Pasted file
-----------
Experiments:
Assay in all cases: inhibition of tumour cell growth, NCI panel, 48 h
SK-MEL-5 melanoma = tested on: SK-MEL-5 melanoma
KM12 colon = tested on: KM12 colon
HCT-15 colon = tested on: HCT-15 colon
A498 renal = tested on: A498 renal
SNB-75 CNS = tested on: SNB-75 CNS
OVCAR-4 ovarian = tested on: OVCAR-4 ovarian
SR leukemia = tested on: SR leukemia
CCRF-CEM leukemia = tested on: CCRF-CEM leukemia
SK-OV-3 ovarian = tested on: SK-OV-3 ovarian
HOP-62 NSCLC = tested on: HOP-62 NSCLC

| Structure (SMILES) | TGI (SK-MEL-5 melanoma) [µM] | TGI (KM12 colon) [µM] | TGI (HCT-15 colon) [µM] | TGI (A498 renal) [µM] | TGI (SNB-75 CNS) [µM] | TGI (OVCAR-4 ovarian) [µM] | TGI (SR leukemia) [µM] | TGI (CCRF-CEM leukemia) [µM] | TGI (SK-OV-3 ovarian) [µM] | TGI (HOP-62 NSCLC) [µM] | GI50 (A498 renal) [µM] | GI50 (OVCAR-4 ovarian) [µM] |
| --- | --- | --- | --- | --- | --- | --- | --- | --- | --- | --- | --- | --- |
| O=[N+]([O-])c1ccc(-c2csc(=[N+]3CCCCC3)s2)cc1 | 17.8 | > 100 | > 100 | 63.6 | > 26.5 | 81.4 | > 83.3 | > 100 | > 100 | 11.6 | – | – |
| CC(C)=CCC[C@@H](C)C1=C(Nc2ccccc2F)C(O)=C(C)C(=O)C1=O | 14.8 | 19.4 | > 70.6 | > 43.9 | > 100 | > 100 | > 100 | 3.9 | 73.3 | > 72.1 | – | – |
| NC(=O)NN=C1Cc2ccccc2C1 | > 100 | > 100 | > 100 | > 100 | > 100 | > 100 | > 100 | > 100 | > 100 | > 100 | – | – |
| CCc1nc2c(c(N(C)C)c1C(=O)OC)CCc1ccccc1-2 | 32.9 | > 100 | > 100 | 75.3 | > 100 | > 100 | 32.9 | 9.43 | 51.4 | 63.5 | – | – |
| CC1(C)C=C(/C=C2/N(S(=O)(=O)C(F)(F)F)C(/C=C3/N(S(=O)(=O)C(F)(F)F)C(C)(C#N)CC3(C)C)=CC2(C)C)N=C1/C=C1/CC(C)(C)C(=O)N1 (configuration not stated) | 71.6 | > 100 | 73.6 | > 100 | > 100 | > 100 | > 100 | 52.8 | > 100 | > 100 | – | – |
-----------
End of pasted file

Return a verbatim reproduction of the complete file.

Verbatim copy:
Experiments:
Assay in all cases: inhibition of tumour cell growth, NCI panel, 48 h
SK-MEL-5 melanoma = tested on: SK-MEL-5 melanoma
KM12 colon = tested on: KM12 colon
HCT-15 colon = tested on: HCT-15 colon
A498 renal = tested on: A498 renal
SNB-75 CNS = tested on: SNB-75 CNS
OVCAR-4 ovarian = tested on: OVCAR-4 ovarian
SR leukemia = tested on: SR leukemia
CCRF-CEM leukemia = tested on: CCRF-CEM leukemia
SK-OV-3 ovarian = tested on: SK-OV-3 ovarian
HOP-62 NSCLC = tested on: HOP-62 NSCLC

| Structure (SMILES) | TGI (SK-MEL-5 melanoma) [µM] | TGI (KM12 colon) [µM] | TGI (HCT-15 colon) [µM] | TGI (A498 renal) [µM] | TGI (SNB-75 CNS) [µM] | TGI (OVCAR-4 ovarian) [µM] | TGI (SR leukemia) [µM] | TGI (CCRF-CEM leukemia) [µM] | TGI (SK-OV-3 ovarian) [µM] | TGI (HOP-62 NSCLC) [µM] | GI50 (A498 renal) [µM] | GI50 (OVCAR-4 ovarian) [µM] |
| --- | --- | --- | --- | --- | --- | --- | --- | --- | --- | --- | --- | --- |
| O=[N+]([O-])c1ccc(-c2csc(=[N+]3CCCCC3)s2)cc1 | 17.8 | > 100 | > 100 | 63.6 | > 26.5 | 81.4 | > 83.3 | > 100 | > 100 | 11.6 | – | – |
| CC(C)=CCC[C@@H](C)C1=C(Nc2ccccc2F)C(O)=C(C)C(=O)C1=O | 14.8 | 19.4 | > 70.6 | > 43.9 | > 100 | > 100 | > 100 | 3.9 | 73.3 | > 72.1 | – | – |
| NC(=O)NN=C1Cc2ccccc2C1 | > 100 | > 100 | > 100 | > 100 | > 100 | > 100 | > 100 | > 100 | > 100 | > 100 | – | – |
| CCc1nc2c(c(N(C)C)c1C(=O)OC)CCc1ccccc1-2 | 32.9 | > 100 | > 100 | 75.3 | > 100 | > 100 | 32.9 | 9.43 | 51.4 | 63.5 | – | – |
| CC1(C)C=C(/C=C2/N(S(=O)(=O)C(F)(F)F)C(/C=C3/N(S(=O)(=O)C(F)(F)F)C(C)(C#N)CC3(C)C)=CC2(C)C)N=C1/C=C1/CC(C)(C)C(=O)N1 (configuration not stated) | 71.6 | > 100 | 73.6 | > 100 | > 100 | > 100 | > 100 | 52.8 | > 100 | > 100 | – | – |